Sick and Tired of Being Tired? Five Steps to Taking a Leap Into a New Career and Fulfilling Your Dreams
You Have to Do Your Research First
“How did people do this before the Internet?” I once asked a friend who recently had moved to New York City sight unseen. The decision to make a major life shift is made a little easier by way of Google. Moving to a new town? Check out the cost of living and get information about neighborhoods. Don’t just assume that wherever you move will be safe and sound, research needs to be done. Learn how to map out a business plan or research your competition if you’re finally looking to open that shop or start that business. Research courses of study, costs, and the classes you’ll be taking in that degree program and map out how long and at what cost it will take you to get that degree. Just as you wouldn’t walk into a gunfight with a banana, be prepared. Do some digging so that you know what you’re getting into before you make that big jump.
Be Realistic About Time
Set a reasonable timeline for your goal and act accordingly. Wish to be back in school by the fall semester? Make sure you apply before the application deadline. Eyeing a new job? Understand that though not impossible, it may take several months to snag a position elsewhere – especially if it’s in a new city (aka, don’t just immediately up and ditch your current job just because you think you’ll find something soon enough). But at the same time, while a time frame is helpful in keeping you on track, you can’t be married to it. Your 6-month plan may take eight months. My plan to leap in 12 months saw me on the net in 16 months. The important thing is never to waver; you just have to make adjustments.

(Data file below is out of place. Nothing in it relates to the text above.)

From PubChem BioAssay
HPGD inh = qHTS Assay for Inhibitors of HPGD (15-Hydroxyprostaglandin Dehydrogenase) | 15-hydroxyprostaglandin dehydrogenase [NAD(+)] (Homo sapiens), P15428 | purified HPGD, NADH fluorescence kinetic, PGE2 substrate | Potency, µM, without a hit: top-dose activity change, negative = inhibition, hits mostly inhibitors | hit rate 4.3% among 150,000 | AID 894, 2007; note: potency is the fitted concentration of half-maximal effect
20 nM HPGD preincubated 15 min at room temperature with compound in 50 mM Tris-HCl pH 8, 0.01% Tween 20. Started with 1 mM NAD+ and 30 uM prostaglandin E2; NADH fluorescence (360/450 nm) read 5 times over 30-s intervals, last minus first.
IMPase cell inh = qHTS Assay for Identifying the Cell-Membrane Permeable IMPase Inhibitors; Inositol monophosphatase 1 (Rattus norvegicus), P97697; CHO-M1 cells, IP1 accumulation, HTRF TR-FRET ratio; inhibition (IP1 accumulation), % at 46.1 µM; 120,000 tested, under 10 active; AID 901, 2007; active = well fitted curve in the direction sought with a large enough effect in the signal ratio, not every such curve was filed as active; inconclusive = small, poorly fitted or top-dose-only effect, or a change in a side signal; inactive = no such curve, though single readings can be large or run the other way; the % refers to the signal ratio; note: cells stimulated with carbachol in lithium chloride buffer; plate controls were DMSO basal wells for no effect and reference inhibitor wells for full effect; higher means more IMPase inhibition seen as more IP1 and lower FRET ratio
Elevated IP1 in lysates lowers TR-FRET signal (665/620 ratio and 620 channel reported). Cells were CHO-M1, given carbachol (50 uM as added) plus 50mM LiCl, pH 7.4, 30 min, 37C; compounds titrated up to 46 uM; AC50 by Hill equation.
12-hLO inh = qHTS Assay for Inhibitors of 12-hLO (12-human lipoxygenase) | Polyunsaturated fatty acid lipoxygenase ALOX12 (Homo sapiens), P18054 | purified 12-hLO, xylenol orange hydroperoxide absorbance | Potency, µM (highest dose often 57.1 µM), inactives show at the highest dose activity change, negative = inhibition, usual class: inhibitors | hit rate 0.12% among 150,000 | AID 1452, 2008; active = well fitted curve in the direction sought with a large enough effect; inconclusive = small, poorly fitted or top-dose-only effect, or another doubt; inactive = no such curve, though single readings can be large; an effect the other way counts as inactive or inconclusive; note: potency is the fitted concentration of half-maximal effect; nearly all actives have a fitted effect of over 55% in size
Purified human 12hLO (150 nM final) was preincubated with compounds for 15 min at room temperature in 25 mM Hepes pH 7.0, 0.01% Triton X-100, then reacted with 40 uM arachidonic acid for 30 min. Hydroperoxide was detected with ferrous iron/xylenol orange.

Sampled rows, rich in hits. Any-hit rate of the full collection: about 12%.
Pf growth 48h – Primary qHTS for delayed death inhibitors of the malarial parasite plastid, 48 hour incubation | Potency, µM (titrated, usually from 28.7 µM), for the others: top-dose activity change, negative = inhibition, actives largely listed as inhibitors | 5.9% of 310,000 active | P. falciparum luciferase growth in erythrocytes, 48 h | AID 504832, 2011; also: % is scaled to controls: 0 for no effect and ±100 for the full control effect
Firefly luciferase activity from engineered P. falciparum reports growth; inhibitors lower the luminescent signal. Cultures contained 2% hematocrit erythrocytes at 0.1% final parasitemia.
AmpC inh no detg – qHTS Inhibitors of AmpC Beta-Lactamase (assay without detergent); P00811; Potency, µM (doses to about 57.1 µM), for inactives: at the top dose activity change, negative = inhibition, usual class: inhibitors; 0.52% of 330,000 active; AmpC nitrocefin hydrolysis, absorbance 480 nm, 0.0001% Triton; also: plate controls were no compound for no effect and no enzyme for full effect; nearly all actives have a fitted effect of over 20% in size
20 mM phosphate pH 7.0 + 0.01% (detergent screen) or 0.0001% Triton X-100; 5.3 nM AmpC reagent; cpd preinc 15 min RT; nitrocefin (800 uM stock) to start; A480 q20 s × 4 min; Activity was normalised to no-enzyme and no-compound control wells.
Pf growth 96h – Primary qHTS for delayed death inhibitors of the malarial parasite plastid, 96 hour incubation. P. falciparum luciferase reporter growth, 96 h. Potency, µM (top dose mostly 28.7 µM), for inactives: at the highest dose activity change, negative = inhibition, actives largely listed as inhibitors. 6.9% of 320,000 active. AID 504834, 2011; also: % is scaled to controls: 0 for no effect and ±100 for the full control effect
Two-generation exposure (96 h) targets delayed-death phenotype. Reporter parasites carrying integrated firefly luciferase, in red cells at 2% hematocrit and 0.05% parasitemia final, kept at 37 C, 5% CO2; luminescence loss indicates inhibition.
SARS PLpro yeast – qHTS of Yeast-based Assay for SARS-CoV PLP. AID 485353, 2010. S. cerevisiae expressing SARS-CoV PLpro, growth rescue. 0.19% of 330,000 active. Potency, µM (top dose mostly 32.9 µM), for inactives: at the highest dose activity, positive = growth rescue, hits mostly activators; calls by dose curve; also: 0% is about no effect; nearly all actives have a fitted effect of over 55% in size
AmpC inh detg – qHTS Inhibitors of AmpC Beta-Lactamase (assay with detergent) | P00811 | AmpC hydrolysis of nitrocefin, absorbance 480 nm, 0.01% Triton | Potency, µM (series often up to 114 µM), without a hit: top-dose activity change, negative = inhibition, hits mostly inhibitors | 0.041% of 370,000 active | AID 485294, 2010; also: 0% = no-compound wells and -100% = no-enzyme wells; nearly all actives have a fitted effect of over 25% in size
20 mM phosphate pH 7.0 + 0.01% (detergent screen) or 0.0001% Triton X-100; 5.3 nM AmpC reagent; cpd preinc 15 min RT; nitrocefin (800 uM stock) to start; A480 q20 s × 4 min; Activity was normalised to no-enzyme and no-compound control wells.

Get a Financial Grip.
Yes, you can quit your job, but you might not be able to do it tomorrow. Or for the next six months. You can’t allow your someday dreams slip away because your yesterday bills are past due. It’s a trite because it’s true: you’ve gotta make sacrifices, and many big leaps will cost you.
Trying to move to a new city? Think about moving costs and the cost of finding and setting up your new place. (Many cross-country moves are upwards of $3,000. And that’s on the very low, in-state end.) Planning to find a job after your big move? Set aside a few months’ worth of living expenses for the interim. And yes, this will take time. Trying to snag a job before you pack it up? Assume the new company won’t foot the travel bill for your interviews; set aside money for flights, hotels, and incidentals. Back to school? Find ways to do it for free or for as close to free as possible. Scholarships, grants, and fellowships can permanently relieve the burden of continuing your education. Student loans, both federal and private, may look like an attractive option, and in many cases, they may be your only route to paying for a degree. But do research the real cost of going back to school, looking beyond the sticker price at interest payments and determining the burden of payback on your current and future paychecks. In starting a new business, you’ll have to consider the cost of the initial investment to start up as well as projections for the future.